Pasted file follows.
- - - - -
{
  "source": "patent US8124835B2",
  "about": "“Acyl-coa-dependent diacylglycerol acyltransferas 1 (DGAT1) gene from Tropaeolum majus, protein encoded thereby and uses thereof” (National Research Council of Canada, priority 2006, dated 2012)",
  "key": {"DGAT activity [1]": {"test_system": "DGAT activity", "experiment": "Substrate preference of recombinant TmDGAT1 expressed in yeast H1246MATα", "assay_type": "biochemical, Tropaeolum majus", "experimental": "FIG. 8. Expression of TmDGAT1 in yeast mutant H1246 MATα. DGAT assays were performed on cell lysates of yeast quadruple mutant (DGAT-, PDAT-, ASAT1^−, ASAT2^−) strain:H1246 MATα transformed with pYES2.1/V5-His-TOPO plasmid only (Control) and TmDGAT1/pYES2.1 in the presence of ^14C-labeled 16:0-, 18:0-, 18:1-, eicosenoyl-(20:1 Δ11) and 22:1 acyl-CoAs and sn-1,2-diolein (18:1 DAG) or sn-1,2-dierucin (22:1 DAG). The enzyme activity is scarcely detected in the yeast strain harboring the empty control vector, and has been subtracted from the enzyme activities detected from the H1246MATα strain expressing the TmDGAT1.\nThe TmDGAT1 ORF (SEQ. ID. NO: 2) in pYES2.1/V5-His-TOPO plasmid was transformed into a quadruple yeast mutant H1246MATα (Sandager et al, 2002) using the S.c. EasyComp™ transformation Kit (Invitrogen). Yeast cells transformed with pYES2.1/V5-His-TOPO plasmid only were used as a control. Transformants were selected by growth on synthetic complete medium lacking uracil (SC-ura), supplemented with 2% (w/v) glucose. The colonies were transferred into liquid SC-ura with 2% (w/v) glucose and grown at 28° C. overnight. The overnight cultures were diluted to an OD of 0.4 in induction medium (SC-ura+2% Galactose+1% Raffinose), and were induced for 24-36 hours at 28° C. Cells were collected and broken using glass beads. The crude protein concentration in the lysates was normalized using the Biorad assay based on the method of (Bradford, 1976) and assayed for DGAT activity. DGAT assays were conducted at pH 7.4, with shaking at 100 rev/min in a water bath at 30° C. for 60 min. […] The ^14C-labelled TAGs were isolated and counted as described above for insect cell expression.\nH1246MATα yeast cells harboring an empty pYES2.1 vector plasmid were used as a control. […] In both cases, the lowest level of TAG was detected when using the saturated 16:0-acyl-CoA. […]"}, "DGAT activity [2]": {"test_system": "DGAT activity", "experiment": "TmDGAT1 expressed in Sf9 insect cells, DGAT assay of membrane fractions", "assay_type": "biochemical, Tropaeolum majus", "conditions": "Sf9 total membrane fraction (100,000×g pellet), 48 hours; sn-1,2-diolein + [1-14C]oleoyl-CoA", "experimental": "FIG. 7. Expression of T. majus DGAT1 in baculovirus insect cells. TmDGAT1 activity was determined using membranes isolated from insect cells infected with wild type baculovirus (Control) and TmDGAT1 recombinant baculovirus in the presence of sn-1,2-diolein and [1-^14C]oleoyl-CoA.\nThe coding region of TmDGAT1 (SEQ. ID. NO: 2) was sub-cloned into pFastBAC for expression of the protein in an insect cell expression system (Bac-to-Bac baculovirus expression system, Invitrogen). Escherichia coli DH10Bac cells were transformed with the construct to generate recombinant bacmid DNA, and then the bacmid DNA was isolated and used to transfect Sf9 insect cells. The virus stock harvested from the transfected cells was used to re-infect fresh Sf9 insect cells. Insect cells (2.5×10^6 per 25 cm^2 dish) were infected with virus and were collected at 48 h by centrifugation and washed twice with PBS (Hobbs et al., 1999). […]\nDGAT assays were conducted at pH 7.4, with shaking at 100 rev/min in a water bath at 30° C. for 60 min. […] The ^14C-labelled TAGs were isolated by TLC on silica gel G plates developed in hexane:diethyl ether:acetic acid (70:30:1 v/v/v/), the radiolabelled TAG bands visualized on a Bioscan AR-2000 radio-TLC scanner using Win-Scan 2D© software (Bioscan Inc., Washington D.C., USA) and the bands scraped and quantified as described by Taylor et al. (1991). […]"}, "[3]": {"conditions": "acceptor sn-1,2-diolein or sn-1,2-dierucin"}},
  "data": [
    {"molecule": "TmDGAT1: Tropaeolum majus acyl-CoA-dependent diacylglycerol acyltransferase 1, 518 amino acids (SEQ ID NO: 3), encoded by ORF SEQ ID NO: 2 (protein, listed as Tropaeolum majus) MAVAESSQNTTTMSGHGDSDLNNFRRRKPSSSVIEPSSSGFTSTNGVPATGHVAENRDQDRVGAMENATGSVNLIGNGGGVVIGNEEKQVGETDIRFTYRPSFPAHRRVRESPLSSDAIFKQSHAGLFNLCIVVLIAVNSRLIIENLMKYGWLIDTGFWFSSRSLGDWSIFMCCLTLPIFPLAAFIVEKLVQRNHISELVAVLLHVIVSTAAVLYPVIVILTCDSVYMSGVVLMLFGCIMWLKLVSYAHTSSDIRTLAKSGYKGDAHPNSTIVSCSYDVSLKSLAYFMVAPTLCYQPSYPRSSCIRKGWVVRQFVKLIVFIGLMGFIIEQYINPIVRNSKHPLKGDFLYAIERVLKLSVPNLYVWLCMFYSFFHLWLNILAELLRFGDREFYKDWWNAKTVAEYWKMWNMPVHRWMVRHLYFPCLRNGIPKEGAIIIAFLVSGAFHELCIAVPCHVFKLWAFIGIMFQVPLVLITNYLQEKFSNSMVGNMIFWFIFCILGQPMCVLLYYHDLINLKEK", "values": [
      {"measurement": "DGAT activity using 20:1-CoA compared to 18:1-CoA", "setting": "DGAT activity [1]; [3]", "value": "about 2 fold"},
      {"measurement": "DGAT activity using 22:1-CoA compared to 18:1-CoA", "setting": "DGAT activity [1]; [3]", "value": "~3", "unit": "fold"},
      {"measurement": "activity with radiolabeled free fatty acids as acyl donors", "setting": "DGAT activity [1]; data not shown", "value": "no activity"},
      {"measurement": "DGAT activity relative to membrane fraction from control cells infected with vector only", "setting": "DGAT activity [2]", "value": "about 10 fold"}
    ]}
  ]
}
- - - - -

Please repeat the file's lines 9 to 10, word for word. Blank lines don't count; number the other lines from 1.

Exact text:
      {"measurement": "activity with radiolabeled free fatty acids as acyl donors", "setting": "DGAT activity [1]; data not shown", "value": "no activity"},
      {"measurement": "DGAT activity relative to membrane fraction from control cells infected with vector only", "setting": "DGAT activity [2]", "value": "about 10 fold"}